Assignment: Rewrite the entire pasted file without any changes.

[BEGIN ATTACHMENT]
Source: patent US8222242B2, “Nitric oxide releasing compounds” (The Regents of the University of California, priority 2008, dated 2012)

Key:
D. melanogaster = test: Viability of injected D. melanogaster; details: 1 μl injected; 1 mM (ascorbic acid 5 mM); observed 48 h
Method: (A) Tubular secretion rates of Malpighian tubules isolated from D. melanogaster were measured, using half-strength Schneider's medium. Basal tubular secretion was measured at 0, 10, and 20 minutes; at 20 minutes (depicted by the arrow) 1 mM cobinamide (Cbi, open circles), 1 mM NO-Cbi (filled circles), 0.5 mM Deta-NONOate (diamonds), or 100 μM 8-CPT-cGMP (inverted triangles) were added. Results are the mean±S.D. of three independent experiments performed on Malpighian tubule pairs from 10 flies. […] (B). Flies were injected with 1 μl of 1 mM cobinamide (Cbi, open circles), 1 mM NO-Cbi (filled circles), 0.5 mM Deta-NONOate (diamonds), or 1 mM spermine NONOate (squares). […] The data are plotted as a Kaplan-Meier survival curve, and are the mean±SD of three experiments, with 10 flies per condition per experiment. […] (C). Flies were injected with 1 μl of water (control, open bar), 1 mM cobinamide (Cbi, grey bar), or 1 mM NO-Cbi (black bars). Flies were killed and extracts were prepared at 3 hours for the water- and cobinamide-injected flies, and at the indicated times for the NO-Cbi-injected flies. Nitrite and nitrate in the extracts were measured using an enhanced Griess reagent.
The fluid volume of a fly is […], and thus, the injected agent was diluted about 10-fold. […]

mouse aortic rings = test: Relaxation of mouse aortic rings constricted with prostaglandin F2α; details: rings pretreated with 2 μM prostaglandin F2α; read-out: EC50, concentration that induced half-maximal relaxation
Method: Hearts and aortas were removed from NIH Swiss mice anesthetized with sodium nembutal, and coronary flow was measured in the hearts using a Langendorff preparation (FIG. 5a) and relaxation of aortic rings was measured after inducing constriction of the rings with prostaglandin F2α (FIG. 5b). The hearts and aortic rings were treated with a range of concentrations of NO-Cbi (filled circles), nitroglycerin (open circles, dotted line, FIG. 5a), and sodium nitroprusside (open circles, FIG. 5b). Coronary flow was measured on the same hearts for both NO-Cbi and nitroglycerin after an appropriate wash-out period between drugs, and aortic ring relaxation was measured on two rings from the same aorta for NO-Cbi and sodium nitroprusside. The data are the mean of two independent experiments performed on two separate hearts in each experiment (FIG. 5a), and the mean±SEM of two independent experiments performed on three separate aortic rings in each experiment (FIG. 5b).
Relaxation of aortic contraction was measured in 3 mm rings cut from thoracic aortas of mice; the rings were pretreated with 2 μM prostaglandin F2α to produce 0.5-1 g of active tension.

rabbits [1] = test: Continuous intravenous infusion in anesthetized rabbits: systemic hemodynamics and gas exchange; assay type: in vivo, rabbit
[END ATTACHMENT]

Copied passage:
Source: patent US8222242B2, “Nitric oxide releasing compounds” (The Regents of the University of California, priority 2008, dated 2012)

Key:
D. melanogaster = test: Viability of injected D. melanogaster; details: 1 μl injected; 1 mM (ascorbic acid 5 mM); observed 48 h
Method: (A) Tubular secretion rates of Malpighian tubules isolated from D. melanogaster were measured, using half-strength Schneider's medium. Basal tubular secretion was measured at 0, 10, and 20 minutes; at 20 minutes (depicted by the arrow) 1 mM cobinamide (Cbi, open circles), 1 mM NO-Cbi (filled circles), 0.5 mM Deta-NONOate (diamonds), or 100 μM 8-CPT-cGMP (inverted triangles) were added. Results are the mean±S.D. of three independent experiments performed on Malpighian tubule pairs from 10 flies. […] (B). Flies were injected with 1 μl of 1 mM cobinamide (Cbi, open circles), 1 mM NO-Cbi (filled circles), 0.5 mM Deta-NONOate (diamonds), or 1 mM spermine NONOate (squares). […] The data are plotted as a Kaplan-Meier survival curve, and are the mean±SD of three experiments, with 10 flies per condition per experiment. […] (C). Flies were injected with 1 μl of water (control, open bar), 1 mM cobinamide (Cbi, grey bar), or 1 mM NO-Cbi (black bars). Flies were killed and extracts were prepared at 3 hours for the water- and cobinamide-injected flies, and at the indicated times for the NO-Cbi-injected flies. Nitrite and nitrate in the extracts were measured using an enhanced Griess reagent.
The fluid volume of a fly is […], and thus, the injected agent was diluted about 10-fold. […]

mouse aortic rings = test: Relaxation of mouse aortic rings constricted with prostaglandin F2α; details: rings pretreated with 2 μM prostaglandin F2α; read-out: EC50, concentration that induced half-maximal relaxation
Method: Hearts and aortas were removed from NIH Swiss mice anesthetized with sodium nembutal, and coronary flow was measured in the hearts using a Langendorff preparation (FIG. 5a) and relaxation of aortic rings was measured after inducing constriction of the rings with prostaglandin F2α (FIG. 5b). The hearts and aortic rings were treated with a range of concentrations of NO-Cbi (filled circles), nitroglycerin (open circles, dotted line, FIG. 5a), and sodium nitroprusside (open circles, FIG. 5b). Coronary flow was measured on the same hearts for both NO-Cbi and nitroglycerin after an appropriate wash-out period between drugs, and aortic ring relaxation was measured on two rings from the same aorta for NO-Cbi and sodium nitroprusside. The data are the mean of two independent experiments performed on two separate hearts in each experiment (FIG. 5a), and the mean±SEM of two independent experiments performed on three separate aortic rings in each experiment (FIG. 5b).
Relaxation of aortic contraction was measured in 3 mm rings cut from thoracic aortas of mice; the rings were pretreated with 2 μM prostaglandin F2α to produce 0.5-1 g of active tension.

rabbits [1] = test: Continuous intravenous infusion in anesthetized rabbits: systemic hemodynamics and gas exchange; assay type: in vivo, rabbit